Ever since Mexican President Andrés Manuel López Obrador (AMLO) took office in December 2018, it has been a wild and terrible ride for the country’s commercial aviation sector. The latest decision — to buy the remains of Mexicana and turn it into a government-run airline — could very well be the strangest of all. But it’s not clear if it’s actually any worse than the others.
Killing the New Mexico City Airport
The first decision was actually the result of a campaign promise. Mexico City’s primary airport was overburdened and a replacement was well underway. By November 2018, more than $5 billion had been spent and it was a third complete, as I wrote about at the time.
When AMLO took office, he shut the whole project down, leaving it to die. Instead, he had a grand plan to reform the old Santa Lucia Air Force base on the north side of town and create a messy regional airport strategy that no airline would ever want.
Since that time, the Felipe Ángeles International Airport has been born. It cost $4 billion according to official sources, but a media report says it ballooned to $5.6 billion. Combine that with the $5 billion already spent on the new Mexico City airport and the estimated $9 billion to scrap it, and you can see how this decision makes no sense at all for a globally-important city.
Airlines rushed into Felipe Ángeles. Oh wait, no they didn’t. Of course, they couldn’t ignore it, because the president backed it, so they had to make nice. Still, as Cirium data shows, service at the new airport is a fraction of the primary airport in town.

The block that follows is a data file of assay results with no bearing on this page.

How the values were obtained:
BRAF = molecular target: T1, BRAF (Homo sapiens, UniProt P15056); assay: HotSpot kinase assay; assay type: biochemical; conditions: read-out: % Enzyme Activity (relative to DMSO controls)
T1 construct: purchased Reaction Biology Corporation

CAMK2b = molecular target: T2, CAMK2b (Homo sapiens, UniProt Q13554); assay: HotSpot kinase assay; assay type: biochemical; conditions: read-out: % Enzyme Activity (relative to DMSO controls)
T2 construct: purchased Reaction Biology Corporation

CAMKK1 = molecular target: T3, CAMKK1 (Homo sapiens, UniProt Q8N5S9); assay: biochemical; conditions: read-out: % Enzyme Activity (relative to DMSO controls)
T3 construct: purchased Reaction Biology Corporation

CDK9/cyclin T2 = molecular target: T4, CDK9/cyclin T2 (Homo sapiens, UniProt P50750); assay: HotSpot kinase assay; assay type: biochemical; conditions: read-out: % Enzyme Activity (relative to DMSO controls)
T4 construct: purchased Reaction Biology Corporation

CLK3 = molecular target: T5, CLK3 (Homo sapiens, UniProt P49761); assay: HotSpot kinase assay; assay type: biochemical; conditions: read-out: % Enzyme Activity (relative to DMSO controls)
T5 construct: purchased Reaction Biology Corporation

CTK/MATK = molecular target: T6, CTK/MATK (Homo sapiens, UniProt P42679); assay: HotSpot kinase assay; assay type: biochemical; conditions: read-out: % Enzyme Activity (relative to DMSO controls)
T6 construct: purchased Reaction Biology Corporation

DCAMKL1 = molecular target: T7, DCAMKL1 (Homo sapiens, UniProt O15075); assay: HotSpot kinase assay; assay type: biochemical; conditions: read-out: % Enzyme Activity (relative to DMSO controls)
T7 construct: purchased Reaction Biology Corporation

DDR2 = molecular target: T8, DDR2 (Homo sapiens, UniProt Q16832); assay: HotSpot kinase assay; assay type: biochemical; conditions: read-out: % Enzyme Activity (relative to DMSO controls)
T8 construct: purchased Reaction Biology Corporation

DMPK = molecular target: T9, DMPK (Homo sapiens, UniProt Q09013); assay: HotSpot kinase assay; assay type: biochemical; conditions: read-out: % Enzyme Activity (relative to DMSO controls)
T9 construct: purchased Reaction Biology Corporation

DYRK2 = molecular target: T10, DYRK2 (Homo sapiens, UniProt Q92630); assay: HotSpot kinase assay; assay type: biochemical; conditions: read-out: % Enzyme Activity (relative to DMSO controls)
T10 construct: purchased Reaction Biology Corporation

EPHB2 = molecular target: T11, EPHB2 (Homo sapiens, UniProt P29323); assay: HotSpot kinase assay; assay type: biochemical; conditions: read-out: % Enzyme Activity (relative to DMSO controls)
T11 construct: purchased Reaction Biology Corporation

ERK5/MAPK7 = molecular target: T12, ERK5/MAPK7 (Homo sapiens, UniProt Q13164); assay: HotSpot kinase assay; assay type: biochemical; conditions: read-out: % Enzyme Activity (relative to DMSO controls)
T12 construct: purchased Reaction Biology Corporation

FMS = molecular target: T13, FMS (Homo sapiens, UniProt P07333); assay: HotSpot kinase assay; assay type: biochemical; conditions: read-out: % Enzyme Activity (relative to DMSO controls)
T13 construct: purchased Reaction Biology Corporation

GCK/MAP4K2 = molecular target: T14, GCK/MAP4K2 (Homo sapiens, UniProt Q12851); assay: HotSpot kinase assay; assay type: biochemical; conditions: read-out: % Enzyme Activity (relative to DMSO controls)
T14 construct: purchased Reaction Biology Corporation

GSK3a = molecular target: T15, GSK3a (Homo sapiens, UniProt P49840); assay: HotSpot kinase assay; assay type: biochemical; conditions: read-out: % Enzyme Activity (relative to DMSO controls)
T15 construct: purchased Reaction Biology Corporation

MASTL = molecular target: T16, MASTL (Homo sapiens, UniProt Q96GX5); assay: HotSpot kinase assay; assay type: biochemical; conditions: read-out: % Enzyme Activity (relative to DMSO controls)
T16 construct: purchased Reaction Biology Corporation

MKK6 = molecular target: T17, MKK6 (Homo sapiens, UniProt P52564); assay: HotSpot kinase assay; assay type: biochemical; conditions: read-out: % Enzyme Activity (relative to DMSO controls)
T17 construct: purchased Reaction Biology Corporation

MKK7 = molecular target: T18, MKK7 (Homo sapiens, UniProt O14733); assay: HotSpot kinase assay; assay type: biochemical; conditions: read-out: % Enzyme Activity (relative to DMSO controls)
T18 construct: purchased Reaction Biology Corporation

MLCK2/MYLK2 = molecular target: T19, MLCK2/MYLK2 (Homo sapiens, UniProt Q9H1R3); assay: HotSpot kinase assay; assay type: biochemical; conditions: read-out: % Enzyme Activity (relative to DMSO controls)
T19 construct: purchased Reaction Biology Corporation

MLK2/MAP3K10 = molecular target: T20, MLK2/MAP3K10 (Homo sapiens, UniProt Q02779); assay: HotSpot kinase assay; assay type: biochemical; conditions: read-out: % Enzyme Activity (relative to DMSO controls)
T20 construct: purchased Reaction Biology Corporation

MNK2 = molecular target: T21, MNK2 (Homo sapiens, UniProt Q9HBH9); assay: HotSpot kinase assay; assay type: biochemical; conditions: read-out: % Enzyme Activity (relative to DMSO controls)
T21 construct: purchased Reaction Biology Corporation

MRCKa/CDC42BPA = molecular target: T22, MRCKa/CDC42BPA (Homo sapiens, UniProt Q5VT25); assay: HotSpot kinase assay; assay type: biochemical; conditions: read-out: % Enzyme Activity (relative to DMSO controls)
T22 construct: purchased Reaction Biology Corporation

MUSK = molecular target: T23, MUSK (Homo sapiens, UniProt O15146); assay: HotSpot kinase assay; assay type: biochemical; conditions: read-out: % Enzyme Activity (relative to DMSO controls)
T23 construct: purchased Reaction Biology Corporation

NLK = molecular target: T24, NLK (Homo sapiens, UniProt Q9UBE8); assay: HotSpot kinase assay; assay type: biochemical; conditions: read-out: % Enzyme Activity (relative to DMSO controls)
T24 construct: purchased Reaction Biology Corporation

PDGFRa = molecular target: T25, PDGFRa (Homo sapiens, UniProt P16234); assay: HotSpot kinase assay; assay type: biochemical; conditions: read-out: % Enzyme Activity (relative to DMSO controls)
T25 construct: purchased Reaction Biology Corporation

Departures by Month at Mexico City Airports
Aeroméxico is the largest tenant with about 15 daily flights to Acapulco, Cancún, Guadalajara, Mérida, Monterrey, Oaxaca, Puerto Vallarta, and Veracruz. Volaris is next with less than 10 a day to Cancún, Guadalajara, Huatulco, La Paz, Mérida, Mexicali, Oaxaca, Puerto Vallarta, Puerto Escondido, San Jose del Cabo, and Tijuana. Viva Aerobus is in third with about 4 a day to Acapulco, Cancún, Monterrey, Oaxaca, Puerto Escondido, and Tijuana. It also has one of the only international flights to Havana.
The other international flights? The most notable is Copa with 3x weekly to Panama City, but there is also Conviasa with an occasional (maybe weekly?) flight to Caracas, and start-up Arajet with 4x weekly to Santo Domingo. That’s it.
This plan has not gone well. While there’s a ton of room up at the old air force base, Mexico City’s main airport remains saturated. Thanks to a near-accident in May, operations at Mexico City were reduced even further. This is in theory temporary, but the flight levels at MEX are indicative of just how much better it is for airlines than some far out air force base. And the cherry on top is that in the end, the best case scenario is that it didn’t save much money. More likely is that it will be even more costly than the original, superior plan.
Category 2 For Life